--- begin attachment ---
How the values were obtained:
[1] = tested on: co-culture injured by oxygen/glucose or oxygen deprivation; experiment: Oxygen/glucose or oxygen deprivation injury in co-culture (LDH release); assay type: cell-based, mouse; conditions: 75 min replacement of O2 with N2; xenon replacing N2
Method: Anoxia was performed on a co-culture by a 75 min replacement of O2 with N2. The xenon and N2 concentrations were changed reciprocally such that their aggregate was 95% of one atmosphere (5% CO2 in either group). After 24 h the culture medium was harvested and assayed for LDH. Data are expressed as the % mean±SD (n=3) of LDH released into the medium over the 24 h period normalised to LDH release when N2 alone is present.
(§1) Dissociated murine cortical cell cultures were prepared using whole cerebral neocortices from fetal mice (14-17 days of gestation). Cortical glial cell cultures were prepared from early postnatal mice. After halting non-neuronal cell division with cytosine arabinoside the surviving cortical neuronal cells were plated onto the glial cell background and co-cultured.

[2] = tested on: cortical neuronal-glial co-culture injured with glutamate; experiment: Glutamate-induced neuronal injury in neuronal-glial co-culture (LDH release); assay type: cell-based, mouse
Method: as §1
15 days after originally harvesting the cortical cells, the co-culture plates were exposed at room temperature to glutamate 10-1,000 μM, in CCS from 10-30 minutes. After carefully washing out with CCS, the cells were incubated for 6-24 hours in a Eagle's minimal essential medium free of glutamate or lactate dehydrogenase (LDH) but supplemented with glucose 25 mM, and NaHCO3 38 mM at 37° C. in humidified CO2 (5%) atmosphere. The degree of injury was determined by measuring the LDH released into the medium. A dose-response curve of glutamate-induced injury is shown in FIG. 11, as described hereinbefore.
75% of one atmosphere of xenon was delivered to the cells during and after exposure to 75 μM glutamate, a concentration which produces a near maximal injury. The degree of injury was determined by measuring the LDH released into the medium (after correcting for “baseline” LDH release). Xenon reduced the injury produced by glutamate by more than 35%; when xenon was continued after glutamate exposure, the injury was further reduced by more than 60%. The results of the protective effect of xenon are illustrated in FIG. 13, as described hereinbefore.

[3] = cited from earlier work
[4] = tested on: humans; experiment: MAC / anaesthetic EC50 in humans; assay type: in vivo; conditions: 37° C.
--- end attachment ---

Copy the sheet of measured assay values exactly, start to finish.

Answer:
How the values were obtained:
[1] = tested on: co-culture injured by oxygen/glucose or oxygen deprivation; experiment: Oxygen/glucose or oxygen deprivation injury in co-culture (LDH release); assay type: cell-based, mouse; conditions: 75 min replacement of O2 with N2; xenon replacing N2
Method: Anoxia was performed on a co-culture by a 75 min replacement of O2 with N2. The xenon and N2 concentrations were changed reciprocally such that their aggregate was 95% of one atmosphere (5% CO2 in either group). After 24 h the culture medium was harvested and assayed for LDH. Data are expressed as the % mean±SD (n=3) of LDH released into the medium over the 24 h period normalised to LDH release when N2 alone is present.
(§1) Dissociated murine cortical cell cultures were prepared using whole cerebral neocortices from fetal mice (14-17 days of gestation). Cortical glial cell cultures were prepared from early postnatal mice. After halting non-neuronal cell division with cytosine arabinoside the surviving cortical neuronal cells were plated onto the glial cell background and co-cultured.

[2] = tested on: cortical neuronal-glial co-culture injured with glutamate; experiment: Glutamate-induced neuronal injury in neuronal-glial co-culture (LDH release); assay type: cell-based, mouse
Method: as §1
15 days after originally harvesting the cortical cells, the co-culture plates were exposed at room temperature to glutamate 10-1,000 μM, in CCS from 10-30 minutes. After carefully washing out with CCS, the cells were incubated for 6-24 hours in a Eagle's minimal essential medium free of glutamate or lactate dehydrogenase (LDH) but supplemented with glucose 25 mM, and NaHCO3 38 mM at 37° C. in humidified CO2 (5%) atmosphere. The degree of injury was determined by measuring the LDH released into the medium. A dose-response curve of glutamate-induced injury is shown in FIG. 11, as described hereinbefore.
75% of one atmosphere of xenon was delivered to the cells during and after exposure to 75 μM glutamate, a concentration which produces a near maximal injury. The degree of injury was determined by measuring the LDH released into the medium (after correcting for “baseline” LDH release). Xenon reduced the injury produced by glutamate by more than 35%; when xenon was continued after glutamate exposure, the injury was further reduced by more than 60%. The results of the protective effect of xenon are illustrated in FIG. 13, as described hereinbefore.

[3] = cited from earlier work
[4] = tested on: humans; experiment: MAC / anaesthetic EC50 in humans; assay type: in vivo; conditions: 37° C.